Running RML

rml is currently a command-line tool called, naturally, rml. When you call it without arguments, it prints usage instructions:

rml --     RobotMetaLogger, a framework for logging and working 
            with robot execution data.

Usage: rml [-c config] <command> [args]

Command is one of:
    help    Display this help.
    init    Initialize a new log destination directory.
    run   Record a new run of logs, with all the configured sources.
    time    Continuously print out the time with sub-second accuracy

Global options:
    -c    Specify configuration file. [Default: $(cwd)/.rml/config.json]

Run "rml help <cmd>" to get more info, if available.

To stop logging, press "Ctrl-C".

Initial Steps

To start a new recording set, do
  1. create a new directory to hold data files
  2. call rml init in the directory

The last step will create a sub-directory .rml and a file config.json in that directory. In the future, it is planned that this configuration can be maintained using rml itself, but for now, you'll have to edit it manually. The configuration is pretty simple, though.


RML uses a JSON based configuration file. After init (see above), it looks as follows:

    "rml_cfg": {
        "environment": {}, 
        "probes": {}, 
        "state": {
            "last_run": 0, 
            "last_session": 0
        "version": 0.3

The important section is the "probes"-section: All data-sources are called probes, and they have the following common arguments:
  • class: What kind of probe it is. At the moment, the following classes are supported:
    • event: Message exchanged between software components
    • camera: All sorts of camera devices
    • screen: Screen capture
    • audio: Audio data
  • type: The exact type of probe. The known types depend on the class. See below for a list.
  • location: Where to store logging data. This can either be a file or a directory, depending upon the type of the probe. It will be created by the probe itself, relative to the current working directory.

Known Probe Types

A probe configuration looks as follows:

"name": {
  "class": "one-class-of-the-above",
  "type": "a-specific-instance-as-below",
  "location": "where to log",

Where the [...] may contain optional arguments.

The "probes"-section can hold multiple probe configurations, separated simply by a comma.

Event Probes

These kind of loggers capture raw event data from support middlewares. At the moment, XCF and RSB are supported for capture.

Their class is "event"


Logs events from the XCF middleware

The location will be an XML file, and should have a .xml extension, though this is not required.

This probe does not have arguments. However, all the usual XCF environment variables are used.

Note This logger does not capture binary attachments.


Logs events from the RSB middleware

The location will be a TIDE-format logfile and is required to have a .tide extension.

Required Arguments
  • spreadhost Hostname of the machine where the spread daemon used by RSB runs
  • spreadport Port number of the spread daemon

Camera Probes

These probes capture visual or audio-visual data. Their class is "camera".


This probe captures a locally-attached camera, e.g. a webcam, and stores it as an MJPEG-file.

Required Arguments
  • camera_num Number of the camera, starting from 0
Optional Arguments
  • display Boolean. If true, will display the image during capture. Defaults to False.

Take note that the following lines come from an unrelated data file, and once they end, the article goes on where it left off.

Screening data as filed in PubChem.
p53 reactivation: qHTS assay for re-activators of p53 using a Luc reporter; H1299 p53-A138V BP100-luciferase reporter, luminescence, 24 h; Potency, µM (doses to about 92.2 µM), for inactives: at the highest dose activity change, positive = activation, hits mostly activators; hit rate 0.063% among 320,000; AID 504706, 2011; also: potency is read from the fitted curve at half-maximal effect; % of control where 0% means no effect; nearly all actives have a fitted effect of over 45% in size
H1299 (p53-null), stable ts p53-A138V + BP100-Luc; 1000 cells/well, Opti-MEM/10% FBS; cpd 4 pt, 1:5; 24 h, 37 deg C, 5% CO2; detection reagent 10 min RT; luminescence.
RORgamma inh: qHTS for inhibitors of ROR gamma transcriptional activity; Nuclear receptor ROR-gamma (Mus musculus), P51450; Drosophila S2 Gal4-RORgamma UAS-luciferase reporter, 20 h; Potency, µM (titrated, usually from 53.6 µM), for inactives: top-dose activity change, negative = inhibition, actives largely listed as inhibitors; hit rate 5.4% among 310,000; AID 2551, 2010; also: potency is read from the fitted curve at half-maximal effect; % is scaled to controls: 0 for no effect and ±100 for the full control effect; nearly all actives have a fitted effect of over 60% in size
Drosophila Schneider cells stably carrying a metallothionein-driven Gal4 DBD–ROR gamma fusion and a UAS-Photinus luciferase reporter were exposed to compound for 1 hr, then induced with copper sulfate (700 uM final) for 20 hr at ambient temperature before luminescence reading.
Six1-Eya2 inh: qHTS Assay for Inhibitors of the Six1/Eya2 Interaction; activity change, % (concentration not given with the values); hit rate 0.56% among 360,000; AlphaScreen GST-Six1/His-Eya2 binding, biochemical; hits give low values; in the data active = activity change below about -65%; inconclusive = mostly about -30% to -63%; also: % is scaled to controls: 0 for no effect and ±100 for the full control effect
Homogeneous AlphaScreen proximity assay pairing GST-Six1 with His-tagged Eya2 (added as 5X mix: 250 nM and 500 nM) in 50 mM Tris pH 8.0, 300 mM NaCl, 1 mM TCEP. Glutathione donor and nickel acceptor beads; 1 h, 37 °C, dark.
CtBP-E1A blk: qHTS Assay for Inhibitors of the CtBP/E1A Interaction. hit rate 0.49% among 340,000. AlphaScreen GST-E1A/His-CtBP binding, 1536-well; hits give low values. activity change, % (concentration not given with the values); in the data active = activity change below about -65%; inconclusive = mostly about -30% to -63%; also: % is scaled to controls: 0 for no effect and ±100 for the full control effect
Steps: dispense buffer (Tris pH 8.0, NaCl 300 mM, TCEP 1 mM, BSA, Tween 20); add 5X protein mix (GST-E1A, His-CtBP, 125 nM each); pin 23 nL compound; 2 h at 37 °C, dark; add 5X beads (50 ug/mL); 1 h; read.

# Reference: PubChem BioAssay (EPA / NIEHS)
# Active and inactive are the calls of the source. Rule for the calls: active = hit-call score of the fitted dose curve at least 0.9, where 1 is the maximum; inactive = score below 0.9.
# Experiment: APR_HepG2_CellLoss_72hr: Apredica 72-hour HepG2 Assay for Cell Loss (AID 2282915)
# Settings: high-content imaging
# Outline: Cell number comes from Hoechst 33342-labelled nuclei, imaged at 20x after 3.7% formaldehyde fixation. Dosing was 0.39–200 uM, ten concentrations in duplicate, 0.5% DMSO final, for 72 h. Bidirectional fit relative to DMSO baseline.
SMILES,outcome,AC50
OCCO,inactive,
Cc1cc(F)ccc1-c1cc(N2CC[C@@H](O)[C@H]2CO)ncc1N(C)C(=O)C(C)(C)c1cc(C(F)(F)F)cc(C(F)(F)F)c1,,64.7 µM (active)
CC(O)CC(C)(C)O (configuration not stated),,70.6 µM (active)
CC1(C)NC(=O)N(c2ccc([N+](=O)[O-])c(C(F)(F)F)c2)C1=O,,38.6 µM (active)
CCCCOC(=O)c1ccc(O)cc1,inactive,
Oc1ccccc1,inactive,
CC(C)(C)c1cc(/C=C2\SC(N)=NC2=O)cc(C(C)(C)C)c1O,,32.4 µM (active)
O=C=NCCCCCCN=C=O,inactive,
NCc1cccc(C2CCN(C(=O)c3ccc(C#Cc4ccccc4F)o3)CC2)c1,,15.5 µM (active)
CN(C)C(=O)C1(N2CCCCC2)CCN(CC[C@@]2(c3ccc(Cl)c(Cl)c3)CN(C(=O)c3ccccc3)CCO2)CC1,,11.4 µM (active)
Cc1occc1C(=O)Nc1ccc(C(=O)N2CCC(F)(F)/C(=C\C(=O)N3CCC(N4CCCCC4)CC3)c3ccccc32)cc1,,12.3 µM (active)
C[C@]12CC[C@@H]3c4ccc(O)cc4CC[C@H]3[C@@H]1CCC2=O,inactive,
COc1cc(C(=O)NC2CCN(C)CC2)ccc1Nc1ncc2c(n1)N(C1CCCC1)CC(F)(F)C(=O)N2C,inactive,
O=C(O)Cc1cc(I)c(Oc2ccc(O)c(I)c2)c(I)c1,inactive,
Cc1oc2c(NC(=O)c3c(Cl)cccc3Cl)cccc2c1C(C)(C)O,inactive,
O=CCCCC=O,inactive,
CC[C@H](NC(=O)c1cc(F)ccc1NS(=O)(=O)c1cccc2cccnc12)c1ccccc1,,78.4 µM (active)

Captures H264 data from network cameras. This probe could easily be extended to also capture other video format,s but for the moment, it only uses H264, because that is what most RTSP streams deliver.

Required Arguments
  • url The rtsp url, e.g. rtsp://
  • width Width in pixels of the incoming video-stream
  • height Height in pixels of the incoming video stream
  • fps Framerate of the incoming video stream
Sometimes required arguments
  • username Username to use for RTSP authorization. Required for protected streams.
  • password Password to use with username. Required for protected streams
  • noaudio 1 for no audio capture, defaults to 0. Required when the video stream has no audio.


Captures image streams from XCF publishers. When the location argument ends in ".mkv", it will create an H264 stream on the fly, stored in a matroska container. Otherwise, it will create a directory with each frame individually encoded as jpeg.

Required arguments
  • publisher Name of the image publisher

Class screen, Type ffmpeg

Captures the local X11 screen using ffmpeg. The output will be an XVID file.

Required Arguments
  • display The display number. No default, but usually "0.0" is the first screen.
Optional Arguments
  • fps Frames per seconds to record. Defaults to 12.5
  • width Width of the capture area. Defaults to the full screen width.
  • height Height of the capture area. Defaults to full screen height.
  • scale Scale factor by which the resulting video will be shrunken. Defaults to 1, i.e. no shrinking.
  • quality Recording quality. Defaults to 3
  • bitrate Bit rate for the recording. Defaults to width*height/50

Class audio, Type gstreamer-tcp

This probe captures an audio source exported via gstreamer's tcp protocol. A corresponding export script is in source:src/shell/capture/

Required Arguments
  • host Where the server is running
  • port The port number. A typical port is 4953
Optional Arguments
  • container A string giving the container type. At the moment, "wav" and "matroska" are supported. wav is the default format, but only supports 1 or 2 channels. For more channels, matroska must be used.
  • protocol Which gstreamer protocol is being used. Defaults to 1 (for gdp encoded packets). May also be 0, for raw transport. In the case, the "format" argument is required.
  • format gstreamer caps string giving the format of the incoming data.